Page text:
In Lootera, Pakhi (Sonakshi Sinha) tries to feel closer to Varun (Ranveer Singh) by smelling his jacket and wearing his hat. In Devdas, love turns the golden-hearted Chandramukhi (Madhuri Dixit) into a devotional Meerabai worshipping her Dev Babu (Shah Rukh Khan). When Paro (Aishwarya Rai) comes calling for Dev, Chandramukhi says, “Hamari nazar se dekhogi, toh chaaro taraf paogi unko. Aaj bhi mehehkta hai yeh kamra unki khushboo se.” If she sees from her perspective, she will find Dev everywhere. His fragrance still lingers in the room.
The Non-Resident Indian is often shown to fetishize the smell of the motherland—desh ki mitti. Chaudhury Baldev Singh (Amrish Puri) in Dilwale Dulhania Le Jayenge is transported to the fields of Punjab after he smells the letter of his childhood friend from India. He even asks his wife to smell the letter that has the scent of sarson ka saag and makke ki roti. In Hum Tum, Bobby Aunty (Kirron Kher) returns to India from Europe and says, “Khushboo hi aur hai iss desh ki,” and then points to a bunch of children defecating on the road. Even in Swades, Mohan Bhargav (Shah Rukh Khan) is reminded of his country by “Mitti ki jo khushboo, tu kaise bhoolaayega.”
In Sniff!!!, a young boy Sunny (Kushmeet Gill) suffers from anosmia where he is not able to smell anything. After an incident in his school laboratory, Sunny is miraculously cured and is able to smell things up to two kilometers away. His newfound olfactory power turns him into a superhero where he solves the problems of many people. He even becomes a detective and helps uncover a car-stealing racket in his society. The film also has some philosophical moorings where it wonders if there is a unique smell of fear and pain.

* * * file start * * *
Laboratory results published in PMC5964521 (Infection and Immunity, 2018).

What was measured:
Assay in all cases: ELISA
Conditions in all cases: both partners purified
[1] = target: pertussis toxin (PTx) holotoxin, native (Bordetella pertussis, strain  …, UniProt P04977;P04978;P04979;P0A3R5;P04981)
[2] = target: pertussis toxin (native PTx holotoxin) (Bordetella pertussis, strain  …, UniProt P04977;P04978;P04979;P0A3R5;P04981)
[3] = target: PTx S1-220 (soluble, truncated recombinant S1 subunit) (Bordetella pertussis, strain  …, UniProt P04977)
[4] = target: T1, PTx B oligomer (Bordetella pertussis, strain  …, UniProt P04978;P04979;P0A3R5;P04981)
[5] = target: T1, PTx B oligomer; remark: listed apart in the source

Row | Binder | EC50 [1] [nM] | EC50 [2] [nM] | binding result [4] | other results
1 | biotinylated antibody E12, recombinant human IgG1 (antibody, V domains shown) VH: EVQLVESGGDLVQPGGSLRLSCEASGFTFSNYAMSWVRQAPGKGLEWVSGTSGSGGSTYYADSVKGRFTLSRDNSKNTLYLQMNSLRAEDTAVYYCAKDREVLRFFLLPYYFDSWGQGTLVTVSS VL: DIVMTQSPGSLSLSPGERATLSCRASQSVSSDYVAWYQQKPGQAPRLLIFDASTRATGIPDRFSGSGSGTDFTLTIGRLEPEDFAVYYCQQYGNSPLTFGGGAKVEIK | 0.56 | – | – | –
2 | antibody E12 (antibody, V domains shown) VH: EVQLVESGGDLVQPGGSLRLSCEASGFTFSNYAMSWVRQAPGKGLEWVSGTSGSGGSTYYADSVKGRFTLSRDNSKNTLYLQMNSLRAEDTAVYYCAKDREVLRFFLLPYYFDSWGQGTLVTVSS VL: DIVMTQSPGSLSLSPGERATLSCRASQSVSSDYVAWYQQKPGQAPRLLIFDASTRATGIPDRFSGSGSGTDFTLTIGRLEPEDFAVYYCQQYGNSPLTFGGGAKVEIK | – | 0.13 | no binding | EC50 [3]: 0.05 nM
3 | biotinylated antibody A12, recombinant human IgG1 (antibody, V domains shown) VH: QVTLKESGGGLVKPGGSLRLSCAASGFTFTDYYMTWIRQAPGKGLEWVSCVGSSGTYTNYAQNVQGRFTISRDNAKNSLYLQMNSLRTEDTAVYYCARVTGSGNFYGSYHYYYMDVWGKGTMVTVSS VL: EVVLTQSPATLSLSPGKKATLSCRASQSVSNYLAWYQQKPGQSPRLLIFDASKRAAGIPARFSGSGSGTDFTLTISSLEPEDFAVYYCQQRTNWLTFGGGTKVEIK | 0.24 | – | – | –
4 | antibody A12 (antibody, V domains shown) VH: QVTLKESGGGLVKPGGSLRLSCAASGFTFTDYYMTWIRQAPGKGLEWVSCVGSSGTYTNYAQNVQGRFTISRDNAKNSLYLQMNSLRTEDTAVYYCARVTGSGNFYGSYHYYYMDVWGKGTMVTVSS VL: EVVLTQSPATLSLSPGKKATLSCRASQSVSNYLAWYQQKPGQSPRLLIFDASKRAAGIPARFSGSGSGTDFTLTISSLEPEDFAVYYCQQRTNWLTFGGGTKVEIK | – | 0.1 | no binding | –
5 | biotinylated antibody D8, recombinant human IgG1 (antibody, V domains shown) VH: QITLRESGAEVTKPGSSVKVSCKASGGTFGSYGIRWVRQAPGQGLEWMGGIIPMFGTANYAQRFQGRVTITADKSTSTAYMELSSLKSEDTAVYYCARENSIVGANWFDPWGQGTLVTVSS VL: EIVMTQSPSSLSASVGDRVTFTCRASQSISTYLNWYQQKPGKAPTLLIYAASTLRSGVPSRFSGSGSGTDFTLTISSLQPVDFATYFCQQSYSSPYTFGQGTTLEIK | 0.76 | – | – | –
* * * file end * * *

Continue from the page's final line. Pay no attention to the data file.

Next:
In Luv Shuv Tey Chicken Khurana, a Punjabi family struggles to recreate the aroma of their patriarch Daarji’s (Vinod Nagpal) famous Chicken Khurana dish after his death. His grandson Omi (Kunal Kapoor) tries everything but fails. An accident leads to the discovery that the secret ingredient in Chicken Khurana that gives it a unique scent and flavor is nothing but marijuana. In October, like her namesake flower, Shiuli (Banita Sandhu) falls from a hotel building and is left debilitated in a state of coma. Her friend Dan (Varun Dhawan) brings the shiuli flowers for her in the hospital and she starts reacting to their scent. The fragrance of the night jasmine has a medicinal (or a miraculous) effect on Shiuli.
In the Oscar-winning Parasite, smell is used to represent the class divide between the rich and the power. Early in the film, the young son of the Parks remarks that their new driver and the housekeeper smell the same. Later, Mr. Park (Lee Sun-kyun) mentions to his wife that he cannot bear the smell of Mr. Kim (Song Kang-ho). When his son has a seizure at the birthday party, Mr. Park is disgusted by the smell of Geun-sae (Park Myung-hoon) even in that situation. Seeing Mr. Park’s reaction, Mr. Kim stabs him in anger. In an interview, Parasite‘s director Bong Joon-ho shared his thoughts on the use of smell as a device in the film. He adds, “Talking about one’s body odor is taboo even among close friends because doing so is viewed as very aggressive and rude. By talking about different smells, the film puts the class issue under the microscope. Through smells, the film’s tension and suspense mount, which eventually makes a multi-layered foundation for the upcoming tragedy.”